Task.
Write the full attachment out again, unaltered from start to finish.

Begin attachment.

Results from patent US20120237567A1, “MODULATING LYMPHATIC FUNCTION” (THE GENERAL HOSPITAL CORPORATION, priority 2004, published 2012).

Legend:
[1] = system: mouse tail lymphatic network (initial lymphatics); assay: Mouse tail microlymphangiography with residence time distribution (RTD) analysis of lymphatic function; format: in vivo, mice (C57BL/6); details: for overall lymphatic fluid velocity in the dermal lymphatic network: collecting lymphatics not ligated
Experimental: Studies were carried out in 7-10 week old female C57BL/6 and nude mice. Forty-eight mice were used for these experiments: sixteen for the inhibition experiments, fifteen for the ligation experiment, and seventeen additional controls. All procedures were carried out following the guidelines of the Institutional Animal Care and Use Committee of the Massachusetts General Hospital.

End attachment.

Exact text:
Results from patent US20120237567A1, “MODULATING LYMPHATIC FUNCTION” (THE GENERAL HOSPITAL CORPORATION, priority 2004, published 2012).

Legend:
[1] = system: mouse tail lymphatic network (initial lymphatics); assay: Mouse tail microlymphangiography with residence time distribution (RTD) analysis of lymphatic function; format: in vivo, mice (C57BL/6); details: for overall lymphatic fluid velocity in the dermal lymphatic network: collecting lymphatics not ligated
Experimental: Studies were carried out in 7-10 week old female C57BL/6 and nude mice. Forty-eight mice were used for these experiments: sixteen for the inhibition experiments, fifteen for the ligation experiment, and seventeen additional controls. All procedures were carried out following the guidelines of the Institutional Animal Care and Use Committee of the Massachusetts General Hospital.